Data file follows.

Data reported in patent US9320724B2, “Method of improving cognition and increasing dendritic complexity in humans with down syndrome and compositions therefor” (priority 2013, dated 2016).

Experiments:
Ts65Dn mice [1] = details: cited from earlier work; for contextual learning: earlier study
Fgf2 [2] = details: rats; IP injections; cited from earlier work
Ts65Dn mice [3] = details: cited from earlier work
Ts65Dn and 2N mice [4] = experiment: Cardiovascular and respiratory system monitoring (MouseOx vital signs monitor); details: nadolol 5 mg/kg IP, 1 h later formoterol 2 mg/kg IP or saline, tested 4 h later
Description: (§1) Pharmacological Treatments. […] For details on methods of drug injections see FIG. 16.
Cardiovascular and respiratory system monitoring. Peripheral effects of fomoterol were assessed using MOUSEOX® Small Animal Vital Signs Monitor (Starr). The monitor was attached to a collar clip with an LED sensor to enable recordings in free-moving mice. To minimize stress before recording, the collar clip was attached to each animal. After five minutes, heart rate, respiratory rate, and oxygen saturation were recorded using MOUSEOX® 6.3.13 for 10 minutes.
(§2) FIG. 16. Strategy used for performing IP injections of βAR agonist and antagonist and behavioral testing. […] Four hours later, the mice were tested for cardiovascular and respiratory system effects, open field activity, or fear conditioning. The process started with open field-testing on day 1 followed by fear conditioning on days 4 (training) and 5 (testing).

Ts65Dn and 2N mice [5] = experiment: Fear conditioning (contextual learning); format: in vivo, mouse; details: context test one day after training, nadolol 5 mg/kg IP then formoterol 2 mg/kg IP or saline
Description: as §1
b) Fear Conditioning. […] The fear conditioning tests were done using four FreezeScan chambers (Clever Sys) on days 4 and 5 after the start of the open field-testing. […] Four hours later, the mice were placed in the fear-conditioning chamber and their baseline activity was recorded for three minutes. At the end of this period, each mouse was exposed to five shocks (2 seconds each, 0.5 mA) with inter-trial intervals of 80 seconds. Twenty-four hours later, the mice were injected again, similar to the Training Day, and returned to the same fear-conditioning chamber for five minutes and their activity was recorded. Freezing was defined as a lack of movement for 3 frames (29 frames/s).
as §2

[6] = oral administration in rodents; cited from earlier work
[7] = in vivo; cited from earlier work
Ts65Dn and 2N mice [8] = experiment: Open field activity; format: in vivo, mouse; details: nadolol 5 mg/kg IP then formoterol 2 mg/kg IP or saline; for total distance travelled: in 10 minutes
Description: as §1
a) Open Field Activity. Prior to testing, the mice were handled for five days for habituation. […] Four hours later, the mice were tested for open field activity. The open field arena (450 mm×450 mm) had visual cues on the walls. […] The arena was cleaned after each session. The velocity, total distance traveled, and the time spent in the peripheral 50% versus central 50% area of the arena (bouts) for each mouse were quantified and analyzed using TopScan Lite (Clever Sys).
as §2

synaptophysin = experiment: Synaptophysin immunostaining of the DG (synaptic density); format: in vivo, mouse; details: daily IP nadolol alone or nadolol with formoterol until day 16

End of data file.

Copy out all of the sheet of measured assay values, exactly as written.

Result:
Data reported in patent US9320724B2, “Method of improving cognition and increasing dendritic complexity in humans with down syndrome and compositions therefor” (priority 2013, dated 2016).

Experiments:
Ts65Dn mice [1] = details: cited from earlier work; for contextual learning: earlier study
Fgf2 [2] = details: rats; IP injections; cited from earlier work
Ts65Dn mice [3] = details: cited from earlier work
Ts65Dn and 2N mice [4] = experiment: Cardiovascular and respiratory system monitoring (MouseOx vital signs monitor); details: nadolol 5 mg/kg IP, 1 h later formoterol 2 mg/kg IP or saline, tested 4 h later
Description: (§1) Pharmacological Treatments. […] For details on methods of drug injections see FIG. 16.
Cardiovascular and respiratory system monitoring. Peripheral effects of fomoterol were assessed using MOUSEOX® Small Animal Vital Signs Monitor (Starr). The monitor was attached to a collar clip with an LED sensor to enable recordings in free-moving mice. To minimize stress before recording, the collar clip was attached to each animal. After five minutes, heart rate, respiratory rate, and oxygen saturation were recorded using MOUSEOX® 6.3.13 for 10 minutes.
(§2) FIG. 16. Strategy used for performing IP injections of βAR agonist and antagonist and behavioral testing. […] Four hours later, the mice were tested for cardiovascular and respiratory system effects, open field activity, or fear conditioning. The process started with open field-testing on day 1 followed by fear conditioning on days 4 (training) and 5 (testing).

Ts65Dn and 2N mice [5] = experiment: Fear conditioning (contextual learning); format: in vivo, mouse; details: context test one day after training, nadolol 5 mg/kg IP then formoterol 2 mg/kg IP or saline
Description: as §1
b) Fear Conditioning. […] The fear conditioning tests were done using four FreezeScan chambers (Clever Sys) on days 4 and 5 after the start of the open field-testing. […] Four hours later, the mice were placed in the fear-conditioning chamber and their baseline activity was recorded for three minutes. At the end of this period, each mouse was exposed to five shocks (2 seconds each, 0.5 mA) with inter-trial intervals of 80 seconds. Twenty-four hours later, the mice were injected again, similar to the Training Day, and returned to the same fear-conditioning chamber for five minutes and their activity was recorded. Freezing was defined as a lack of movement for 3 frames (29 frames/s).
as §2

[6] = oral administration in rodents; cited from earlier work
[7] = in vivo; cited from earlier work
Ts65Dn and 2N mice [8] = experiment: Open field activity; format: in vivo, mouse; details: nadolol 5 mg/kg IP then formoterol 2 mg/kg IP or saline; for total distance travelled: in 10 minutes
Description: as §1
a) Open Field Activity. Prior to testing, the mice were handled for five days for habituation. […] Four hours later, the mice were tested for open field activity. The open field arena (450 mm×450 mm) had visual cues on the walls. […] The arena was cleaned after each session. The velocity, total distance traveled, and the time spent in the peripheral 50% versus central 50% area of the arena (bouts) for each mouse were quantified and analyzed using TopScan Lite (Clever Sys).
as §2

synaptophysin = experiment: Synaptophysin immunostaining of the DG (synaptic density); format: in vivo, mouse; details: daily IP nadolol alone or nadolol with formoterol until day 16